Women of Guatemala give dignified burial to 172 victims of the internal armed conflict

On 21 June 2018, the national day against enforced disappearance in Guatemala, women from the National Coordinator of Widows of Guatemala (CONAVIGUA) buried the remains of 172 unidentified victims of the internal armed conflict. The Foundation of Forensic Anthropology of Guatemala (FAFG) found these remains in the old military detachment in San Juan Comalapa, Chimaltenango, during exhumations that took place between 2004 and 2005. In the course of the exhumations, 220 remains were found, and 48 victims of enforced disappearance were identified with DNA of families and returned to them for burial. The 172 unidentified remains have been coded for possible future identification. 


The victims were buried in a place called “Landscapes of Memory”, located in the community of Palabor, San Juan Comalapa, which was part of the old military detachment.  CONAVIGUA and FAFG created this centre to bury and pay tribute to the victims of the armed conflict in the indigenous region of Chimaltenango.


On 20 June 2018, the remains of the victims left FAFG’s labs in Guatemala City in a solemn procession, passing by Guatemala’s National Palace, stopping in Chimaltenango’s Governance Office, and later arrived in San Juan Comalapa. There procession walked the streets of the town, accompanied by women with censers, flowers, and chants. At the location where the wake took place, the remains were placed on a bed of pine needles. White flowers and candles were placed on top of and around them. The evening began with a Mayan ritual, and the night was filled with music and audio-visual displays, paying tribute to the remains of the disappeared.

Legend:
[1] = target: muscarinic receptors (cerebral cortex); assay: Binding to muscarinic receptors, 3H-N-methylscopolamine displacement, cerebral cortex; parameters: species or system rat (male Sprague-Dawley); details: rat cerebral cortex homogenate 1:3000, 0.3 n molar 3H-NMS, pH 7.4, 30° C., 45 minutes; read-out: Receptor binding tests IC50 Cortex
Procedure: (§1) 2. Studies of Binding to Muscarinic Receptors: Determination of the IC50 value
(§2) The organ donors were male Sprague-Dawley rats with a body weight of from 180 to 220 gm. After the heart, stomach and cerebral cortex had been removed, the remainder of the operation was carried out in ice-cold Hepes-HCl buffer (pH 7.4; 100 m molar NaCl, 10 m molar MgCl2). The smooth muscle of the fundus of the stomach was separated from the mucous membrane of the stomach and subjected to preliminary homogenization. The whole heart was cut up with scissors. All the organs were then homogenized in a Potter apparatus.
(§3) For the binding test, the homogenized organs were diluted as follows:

The burials were held with great solemnity. More than 100 people walked from the wake to the “Landscapes of Memory”. Rosalina Tuyuc, founder of CONAVIGUA, said that “the victims were found with bindings and blindfolds, today they will be buried free of ties”. She added, “Today we are receiving them with the same love and care as if they were alive”. Rosalina concluded by saying, “here the bones of impunity will remain, but here will also remain the bones of hope”. To the right side of the graves, there is a path where plaques displaying the names of more than 6,000 victims of disappearances in the region. Freddy Peccerelli, FAFG’s director, stated that they will continue to look for the families of the disappeared and that in the future the 172 remains buried can be recognised with a DNA match from a family member.



Both days saw the participation of indigenous authorities, victims of the armed conflict from different regions of the country, representatives from human rights, women, peasant and international organisations; representatives from the General Attorney’s Office, as well as journalists.

This was one of the biggest and most impressive funerals in Guatemala, after more than 20 years have passed since the signing of the peace accord. It reminds us of the magnitude and gravity of the horrors lived by indigenous peoples during the 1980s.  Impunity Watch recognises the strength and persistence of women of Guatemala in the search for the disappeared and justice, and FAFG’s extraordinary work on exhumations.